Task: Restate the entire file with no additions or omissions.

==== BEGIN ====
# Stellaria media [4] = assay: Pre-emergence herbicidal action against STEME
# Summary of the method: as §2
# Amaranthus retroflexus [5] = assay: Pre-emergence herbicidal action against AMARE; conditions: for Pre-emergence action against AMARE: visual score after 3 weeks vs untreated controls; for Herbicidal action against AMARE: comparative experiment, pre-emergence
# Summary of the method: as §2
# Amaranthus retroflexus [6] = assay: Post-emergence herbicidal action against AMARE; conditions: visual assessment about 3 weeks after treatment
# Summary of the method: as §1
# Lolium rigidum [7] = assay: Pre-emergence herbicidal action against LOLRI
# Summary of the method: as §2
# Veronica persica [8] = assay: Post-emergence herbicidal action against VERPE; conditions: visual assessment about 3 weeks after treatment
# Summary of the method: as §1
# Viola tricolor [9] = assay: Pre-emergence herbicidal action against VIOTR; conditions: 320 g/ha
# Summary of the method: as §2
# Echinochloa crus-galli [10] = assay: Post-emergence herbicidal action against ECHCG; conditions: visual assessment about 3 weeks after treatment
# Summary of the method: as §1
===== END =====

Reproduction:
# Stellaria media [4] = assay: Pre-emergence herbicidal action against STEME
# Summary of the method: as §2
# Amaranthus retroflexus [5] = assay: Pre-emergence herbicidal action against AMARE; conditions: for Pre-emergence action against AMARE: visual score after 3 weeks vs untreated controls; for Herbicidal action against AMARE: comparative experiment, pre-emergence
# Summary of the method: as §2
# Amaranthus retroflexus [6] = assay: Post-emergence herbicidal action against AMARE; conditions: visual assessment about 3 weeks after treatment
# Summary of the method: as §1
# Lolium rigidum [7] = assay: Pre-emergence herbicidal action against LOLRI
# Summary of the method: as §2
# Veronica persica [8] = assay: Post-emergence herbicidal action against VERPE; conditions: visual assessment about 3 weeks after treatment
# Summary of the method: as §1
# Viola tricolor [9] = assay: Pre-emergence herbicidal action against VIOTR; conditions: 320 g/ha
# Summary of the method: as §2
# Echinochloa crus-galli [10] = assay: Post-emergence herbicidal action against ECHCG; conditions: visual assessment about 3 weeks after treatment
# Summary of the method: as §1